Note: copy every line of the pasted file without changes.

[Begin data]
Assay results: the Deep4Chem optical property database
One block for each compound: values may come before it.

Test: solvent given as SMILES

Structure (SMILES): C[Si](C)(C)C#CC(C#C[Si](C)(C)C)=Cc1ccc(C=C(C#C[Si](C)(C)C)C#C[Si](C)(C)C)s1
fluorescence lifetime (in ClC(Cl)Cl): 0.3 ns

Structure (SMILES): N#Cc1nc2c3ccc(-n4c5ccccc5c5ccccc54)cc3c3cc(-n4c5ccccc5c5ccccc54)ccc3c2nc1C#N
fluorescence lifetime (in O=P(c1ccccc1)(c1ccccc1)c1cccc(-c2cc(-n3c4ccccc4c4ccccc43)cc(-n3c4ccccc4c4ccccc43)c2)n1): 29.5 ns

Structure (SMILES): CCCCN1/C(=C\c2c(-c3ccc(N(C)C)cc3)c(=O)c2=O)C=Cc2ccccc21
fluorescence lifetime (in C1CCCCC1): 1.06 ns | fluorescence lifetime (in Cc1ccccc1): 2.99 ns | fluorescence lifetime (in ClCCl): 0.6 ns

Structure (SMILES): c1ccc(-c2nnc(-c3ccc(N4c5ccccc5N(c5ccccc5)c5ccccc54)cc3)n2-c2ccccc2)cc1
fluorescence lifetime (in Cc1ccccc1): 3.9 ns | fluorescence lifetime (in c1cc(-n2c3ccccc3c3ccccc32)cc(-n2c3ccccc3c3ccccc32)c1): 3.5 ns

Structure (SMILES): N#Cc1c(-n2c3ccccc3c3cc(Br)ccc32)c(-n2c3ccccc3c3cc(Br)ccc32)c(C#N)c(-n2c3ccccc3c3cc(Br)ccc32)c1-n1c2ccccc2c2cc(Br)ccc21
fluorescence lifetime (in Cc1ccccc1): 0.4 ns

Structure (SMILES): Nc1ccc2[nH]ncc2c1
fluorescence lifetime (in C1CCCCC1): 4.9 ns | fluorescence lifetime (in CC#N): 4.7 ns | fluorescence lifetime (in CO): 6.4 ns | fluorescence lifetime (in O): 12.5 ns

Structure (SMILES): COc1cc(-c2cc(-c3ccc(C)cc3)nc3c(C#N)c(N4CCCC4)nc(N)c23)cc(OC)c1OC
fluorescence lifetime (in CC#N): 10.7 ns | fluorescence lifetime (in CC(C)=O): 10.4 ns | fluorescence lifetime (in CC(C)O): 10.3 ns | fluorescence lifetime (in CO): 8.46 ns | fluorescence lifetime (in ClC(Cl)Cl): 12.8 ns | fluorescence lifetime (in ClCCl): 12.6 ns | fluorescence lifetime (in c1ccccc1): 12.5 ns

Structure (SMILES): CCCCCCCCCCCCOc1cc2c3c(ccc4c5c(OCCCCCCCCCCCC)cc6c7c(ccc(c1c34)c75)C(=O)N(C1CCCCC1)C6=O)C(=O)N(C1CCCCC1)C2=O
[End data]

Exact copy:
Assay results: the Deep4Chem optical property database
One block for each compound: values may come before it.

Test: solvent given as SMILES

Structure (SMILES): C[Si](C)(C)C#CC(C#C[Si](C)(C)C)=Cc1ccc(C=C(C#C[Si](C)(C)C)C#C[Si](C)(C)C)s1
fluorescence lifetime (in ClC(Cl)Cl): 0.3 ns

Structure (SMILES): N#Cc1nc2c3ccc(-n4c5ccccc5c5ccccc54)cc3c3cc(-n4c5ccccc5c5ccccc54)ccc3c2nc1C#N
fluorescence lifetime (in O=P(c1ccccc1)(c1ccccc1)c1cccc(-c2cc(-n3c4ccccc4c4ccccc43)cc(-n3c4ccccc4c4ccccc43)c2)n1): 29.5 ns

Structure (SMILES): CCCCN1/C(=C\c2c(-c3ccc(N(C)C)cc3)c(=O)c2=O)C=Cc2ccccc21
fluorescence lifetime (in C1CCCCC1): 1.06 ns | fluorescence lifetime (in Cc1ccccc1): 2.99 ns | fluorescence lifetime (in ClCCl): 0.6 ns

Structure (SMILES): c1ccc(-c2nnc(-c3ccc(N4c5ccccc5N(c5ccccc5)c5ccccc54)cc3)n2-c2ccccc2)cc1
fluorescence lifetime (in Cc1ccccc1): 3.9 ns | fluorescence lifetime (in c1cc(-n2c3ccccc3c3ccccc32)cc(-n2c3ccccc3c3ccccc32)c1): 3.5 ns

Structure (SMILES): N#Cc1c(-n2c3ccccc3c3cc(Br)ccc32)c(-n2c3ccccc3c3cc(Br)ccc32)c(C#N)c(-n2c3ccccc3c3cc(Br)ccc32)c1-n1c2ccccc2c2cc(Br)ccc21
fluorescence lifetime (in Cc1ccccc1): 0.4 ns

Structure (SMILES): Nc1ccc2[nH]ncc2c1
fluorescence lifetime (in C1CCCCC1): 4.9 ns | fluorescence lifetime (in CC#N): 4.7 ns | fluorescence lifetime (in CO): 6.4 ns | fluorescence lifetime (in O): 12.5 ns

Structure (SMILES): COc1cc(-c2cc(-c3ccc(C)cc3)nc3c(C#N)c(N4CCCC4)nc(N)c23)cc(OC)c1OC
fluorescence lifetime (in CC#N): 10.7 ns | fluorescence lifetime (in CC(C)=O): 10.4 ns | fluorescence lifetime (in CC(C)O): 10.3 ns | fluorescence lifetime (in CO): 8.46 ns | fluorescence lifetime (in ClC(Cl)Cl): 12.8 ns | fluorescence lifetime (in ClCCl): 12.6 ns | fluorescence lifetime (in c1ccccc1): 12.5 ns

Structure (SMILES): CCCCCCCCCCCCOc1cc2c3c(ccc4c5c(OCCCCCCCCCCCC)cc6c7c(ccc(c1c34)c75)C(=O)N(C1CCCCC1)C6=O)C(=O)N(C1CCCCC1)C2=O